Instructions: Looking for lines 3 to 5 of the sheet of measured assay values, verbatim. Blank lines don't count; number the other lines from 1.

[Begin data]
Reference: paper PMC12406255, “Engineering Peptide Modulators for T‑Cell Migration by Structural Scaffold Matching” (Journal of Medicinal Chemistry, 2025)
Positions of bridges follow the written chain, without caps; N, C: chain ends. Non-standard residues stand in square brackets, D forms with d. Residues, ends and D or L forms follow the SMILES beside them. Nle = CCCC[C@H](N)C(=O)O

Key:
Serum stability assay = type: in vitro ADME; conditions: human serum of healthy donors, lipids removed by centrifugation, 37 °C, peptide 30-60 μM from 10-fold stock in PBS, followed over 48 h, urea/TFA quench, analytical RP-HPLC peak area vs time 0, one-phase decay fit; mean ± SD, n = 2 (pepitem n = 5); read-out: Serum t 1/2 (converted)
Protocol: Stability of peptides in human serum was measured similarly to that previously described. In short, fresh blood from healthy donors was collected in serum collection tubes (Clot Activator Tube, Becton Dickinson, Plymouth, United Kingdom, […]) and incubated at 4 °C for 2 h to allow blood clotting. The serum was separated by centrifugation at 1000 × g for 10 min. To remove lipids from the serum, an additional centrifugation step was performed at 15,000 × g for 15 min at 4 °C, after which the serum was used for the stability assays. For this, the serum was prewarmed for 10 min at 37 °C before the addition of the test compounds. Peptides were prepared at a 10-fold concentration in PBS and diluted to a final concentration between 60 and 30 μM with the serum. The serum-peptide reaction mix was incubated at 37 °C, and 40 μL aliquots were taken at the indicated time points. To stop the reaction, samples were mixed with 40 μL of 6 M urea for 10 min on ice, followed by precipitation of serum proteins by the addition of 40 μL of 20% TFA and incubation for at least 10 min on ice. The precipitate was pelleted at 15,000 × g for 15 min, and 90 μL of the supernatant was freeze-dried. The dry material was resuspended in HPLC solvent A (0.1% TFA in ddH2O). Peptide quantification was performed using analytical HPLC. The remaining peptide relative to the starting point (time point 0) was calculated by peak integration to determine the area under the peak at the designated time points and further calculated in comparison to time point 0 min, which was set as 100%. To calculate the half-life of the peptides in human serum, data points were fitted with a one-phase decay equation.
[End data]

Key:
Serum stability assay = type: in vitro ADME; conditions: human serum of healthy donors, lipids removed by centrifugation, 37 °C, peptide 30-60 μM from 10-fold stock in PBS, followed over 48 h, urea/TFA quench, analytical RP-HPLC peak area vs time 0, one-phase decay fit; mean ± SD, n = 2 (pepitem n = 5); read-out: Serum t 1/2 (converted)
Protocol: Stability of peptides in human serum was measured similarly to that previously described. In short, fresh blood from healthy donors was collected in serum collection tubes (Clot Activator Tube, Becton Dickinson, Plymouth, United Kingdom, […]) and incubated at 4 °C for 2 h to allow blood clotting. The serum was separated by centrifugation at 1000 × g for 10 min. To remove lipids from the serum, an additional centrifugation step was performed at 15,000 × g for 15 min at 4 °C, after which the serum was used for the stability assays. For this, the serum was prewarmed for 10 min at 37 °C before the addition of the test compounds. Peptides were prepared at a 10-fold concentration in PBS and diluted to a final concentration between 60 and 30 μM with the serum. The serum-peptide reaction mix was incubated at 37 °C, and 40 μL aliquots were taken at the indicated time points. To stop the reaction, samples were mixed with 40 μL of 6 M urea for 10 min on ice, followed by precipitation of serum proteins by the addition of 40 μL of 20% TFA and incubation for at least 10 min on ice. The precipitate was pelleted at 15,000 × g for 15 min, and 90 μL of the supernatant was freeze-dried. The dry material was resuspended in HPLC solvent A (0.1% TFA in ddH2O). Peptide quantification was performed using analytical HPLC. The remaining peptide relative to the starting point (time point 0) was calculated by peak integration to determine the area under the peak at the designated time points and further calculated in comparison to time point 0 min, which was set as 100%. To calculate the half-life of the peptides in human serum, data points were fitted with a one-phase decay equation.